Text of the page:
Giants now homerless in 16 straight home games

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Forget about the splash hits in McCovey Cove; these Giants can’t even reach the cheap seats.

In getting shut out by the Rangers on Sunday, the Giants went without a homer in a 16th straight home game.

CSNBayArea.com’s Andrew Baggarly points out that the Giants have gone 506 home at-bats without a homer since Gregor Blanco hit one on May 14.

It’s the longest streak by a major league team since the Astros went homerless in 16 straight games at the Astrodome in 1990. Two more homerless games at AT&T Park and the Giants will have the longest such streak since 1960.

Here are the longest streaks since 1950:

27 – 1955 Orioles
26 – 1951 Senators
18 – 1954 Senators
17 – 1976 Royals
17 – 1983 Indians
16 – 1955 Senators
16 – 1957 Pirates
16 – 1972 Cardinals
16 – 1983-84 Astros
16 – 1990 Astros
16 – 2012 Giants

While they’re not getting homers, the Giants have actually gone 10-6 during the streak.  They’re one of two teams on the list to have a winning record during their streak; the 1957 Pirates went 9-7.

Report: Orioles interested in Lance Lynn

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The Orioles singlehandedly kept the rumor mill churning this weekend. MLB Network’s Jon Morosi reports that the club is interested in making a play for free agent right-hander Lance Lynn, adding him to a list of potential candidates that also includes free agent righty Alex Cobb. The two are expected to command similar contracts in free agency, but Morosi notes that the Orioles may prefer Cobb based on his familiarity with the AL East.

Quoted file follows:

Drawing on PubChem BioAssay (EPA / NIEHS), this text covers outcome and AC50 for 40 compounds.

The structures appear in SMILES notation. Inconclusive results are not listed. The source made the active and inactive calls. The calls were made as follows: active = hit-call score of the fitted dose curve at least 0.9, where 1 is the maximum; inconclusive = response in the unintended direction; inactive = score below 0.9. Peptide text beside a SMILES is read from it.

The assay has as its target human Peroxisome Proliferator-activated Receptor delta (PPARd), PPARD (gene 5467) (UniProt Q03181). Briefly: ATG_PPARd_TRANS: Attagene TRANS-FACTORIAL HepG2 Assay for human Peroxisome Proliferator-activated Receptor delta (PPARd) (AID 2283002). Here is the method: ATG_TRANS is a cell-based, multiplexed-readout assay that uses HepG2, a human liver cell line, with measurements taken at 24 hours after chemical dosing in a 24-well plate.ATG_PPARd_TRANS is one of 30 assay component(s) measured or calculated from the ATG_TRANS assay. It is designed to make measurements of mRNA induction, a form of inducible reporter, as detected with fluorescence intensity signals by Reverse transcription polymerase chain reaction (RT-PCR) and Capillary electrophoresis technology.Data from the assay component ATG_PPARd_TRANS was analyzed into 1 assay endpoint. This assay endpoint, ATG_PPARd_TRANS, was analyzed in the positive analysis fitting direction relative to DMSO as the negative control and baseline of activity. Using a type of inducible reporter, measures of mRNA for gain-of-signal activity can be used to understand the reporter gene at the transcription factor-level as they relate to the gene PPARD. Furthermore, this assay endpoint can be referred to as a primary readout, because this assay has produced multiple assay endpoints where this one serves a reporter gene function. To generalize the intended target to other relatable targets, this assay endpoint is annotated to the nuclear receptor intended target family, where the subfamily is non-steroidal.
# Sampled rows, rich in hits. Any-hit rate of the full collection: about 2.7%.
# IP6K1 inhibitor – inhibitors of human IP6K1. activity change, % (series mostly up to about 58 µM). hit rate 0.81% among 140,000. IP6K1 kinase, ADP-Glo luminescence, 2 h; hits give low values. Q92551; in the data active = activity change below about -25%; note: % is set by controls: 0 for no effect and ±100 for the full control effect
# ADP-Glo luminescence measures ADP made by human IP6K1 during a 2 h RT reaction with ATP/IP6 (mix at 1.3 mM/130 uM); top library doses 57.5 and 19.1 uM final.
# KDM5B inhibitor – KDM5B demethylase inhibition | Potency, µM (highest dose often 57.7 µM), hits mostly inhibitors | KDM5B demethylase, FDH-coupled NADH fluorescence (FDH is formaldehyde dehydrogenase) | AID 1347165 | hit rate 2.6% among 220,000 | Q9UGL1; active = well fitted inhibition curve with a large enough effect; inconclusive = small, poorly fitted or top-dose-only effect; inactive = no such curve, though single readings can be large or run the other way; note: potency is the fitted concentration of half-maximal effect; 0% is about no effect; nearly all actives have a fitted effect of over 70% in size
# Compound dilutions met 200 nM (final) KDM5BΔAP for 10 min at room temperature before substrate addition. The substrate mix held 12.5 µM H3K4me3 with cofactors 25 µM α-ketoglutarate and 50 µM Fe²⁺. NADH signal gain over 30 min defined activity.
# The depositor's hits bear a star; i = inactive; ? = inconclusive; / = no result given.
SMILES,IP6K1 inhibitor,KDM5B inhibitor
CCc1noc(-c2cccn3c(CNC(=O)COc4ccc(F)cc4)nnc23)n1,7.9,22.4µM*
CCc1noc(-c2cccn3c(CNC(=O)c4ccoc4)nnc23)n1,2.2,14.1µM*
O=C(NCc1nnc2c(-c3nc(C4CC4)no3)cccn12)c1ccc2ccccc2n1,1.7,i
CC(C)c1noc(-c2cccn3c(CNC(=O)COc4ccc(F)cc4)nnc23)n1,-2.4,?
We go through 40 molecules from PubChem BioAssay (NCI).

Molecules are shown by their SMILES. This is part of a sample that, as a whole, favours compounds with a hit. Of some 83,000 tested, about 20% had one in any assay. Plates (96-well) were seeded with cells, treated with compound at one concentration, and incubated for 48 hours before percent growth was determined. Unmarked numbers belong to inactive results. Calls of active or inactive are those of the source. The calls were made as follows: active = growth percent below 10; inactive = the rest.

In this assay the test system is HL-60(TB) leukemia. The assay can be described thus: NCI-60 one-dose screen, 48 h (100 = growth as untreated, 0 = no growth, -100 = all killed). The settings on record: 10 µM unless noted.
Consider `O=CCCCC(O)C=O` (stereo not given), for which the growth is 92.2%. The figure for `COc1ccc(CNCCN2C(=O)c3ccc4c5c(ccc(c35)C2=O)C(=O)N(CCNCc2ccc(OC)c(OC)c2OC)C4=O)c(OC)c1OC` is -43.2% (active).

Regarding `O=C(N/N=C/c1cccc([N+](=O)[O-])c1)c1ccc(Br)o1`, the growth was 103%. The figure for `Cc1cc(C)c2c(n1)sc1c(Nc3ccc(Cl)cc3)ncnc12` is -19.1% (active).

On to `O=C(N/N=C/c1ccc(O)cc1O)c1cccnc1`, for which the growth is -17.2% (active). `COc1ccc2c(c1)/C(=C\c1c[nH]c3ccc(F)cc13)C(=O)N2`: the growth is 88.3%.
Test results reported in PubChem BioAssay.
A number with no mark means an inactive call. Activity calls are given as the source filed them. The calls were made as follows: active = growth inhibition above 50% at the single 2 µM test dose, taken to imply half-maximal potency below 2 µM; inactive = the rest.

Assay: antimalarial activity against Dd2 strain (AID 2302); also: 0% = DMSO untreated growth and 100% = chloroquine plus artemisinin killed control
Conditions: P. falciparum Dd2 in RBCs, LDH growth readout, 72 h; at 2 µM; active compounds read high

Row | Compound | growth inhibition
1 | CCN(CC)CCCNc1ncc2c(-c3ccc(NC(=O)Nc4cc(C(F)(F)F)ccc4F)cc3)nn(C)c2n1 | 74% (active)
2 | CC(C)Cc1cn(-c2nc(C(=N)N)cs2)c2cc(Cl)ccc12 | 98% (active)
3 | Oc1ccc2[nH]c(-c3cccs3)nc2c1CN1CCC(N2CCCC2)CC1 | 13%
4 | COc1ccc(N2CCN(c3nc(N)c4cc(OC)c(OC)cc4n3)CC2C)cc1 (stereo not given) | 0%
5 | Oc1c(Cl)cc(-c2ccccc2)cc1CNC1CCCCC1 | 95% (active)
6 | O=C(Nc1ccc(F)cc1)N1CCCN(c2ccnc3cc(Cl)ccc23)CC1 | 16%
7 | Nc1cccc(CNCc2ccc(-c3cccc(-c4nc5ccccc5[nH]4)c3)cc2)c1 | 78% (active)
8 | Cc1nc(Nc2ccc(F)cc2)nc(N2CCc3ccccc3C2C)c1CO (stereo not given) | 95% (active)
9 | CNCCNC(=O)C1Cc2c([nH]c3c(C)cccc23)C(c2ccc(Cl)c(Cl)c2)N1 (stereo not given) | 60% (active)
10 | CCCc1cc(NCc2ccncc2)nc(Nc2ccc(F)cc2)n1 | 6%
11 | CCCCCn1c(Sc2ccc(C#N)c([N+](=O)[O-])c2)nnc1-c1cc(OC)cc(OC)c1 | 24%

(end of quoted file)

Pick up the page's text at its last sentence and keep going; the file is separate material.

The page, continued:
Lynn, 30, is two years removed from Tommy John surgery on his right elbow. Despite missing the 2016 season, he bounced back with a respectable 11-8 record in 33 starts and complemented his efforts with a 3.43 ERA, 3.8 BB/9 and 7.4 SO/9 over 186 1/3 innings for the 2017 Cardinals. He lost several days with a blister on his pitching hand in early September, but managed to avoid any major injuries and can reasonably be expected to shoulder another heavy workload in 2018.

Lynn may not be the Orioles’ first choice to beef up their starting rotation, but there’s no doubt that he’ll be in high demand as one of very few viable starters on the market this winter. The veteran righty rejected his one-year, $17.4 million qualifying offer from the Cardinals on Thursday and will likely be seeking a multi-year contract, one that Derrick Goold of the St. Louis Post-Dispatch estimates around five years and $100+ million. If the Orioles are willing to bite that bullet, they’ll still need to compensate the Cardinals with their third pick in next year’s draft.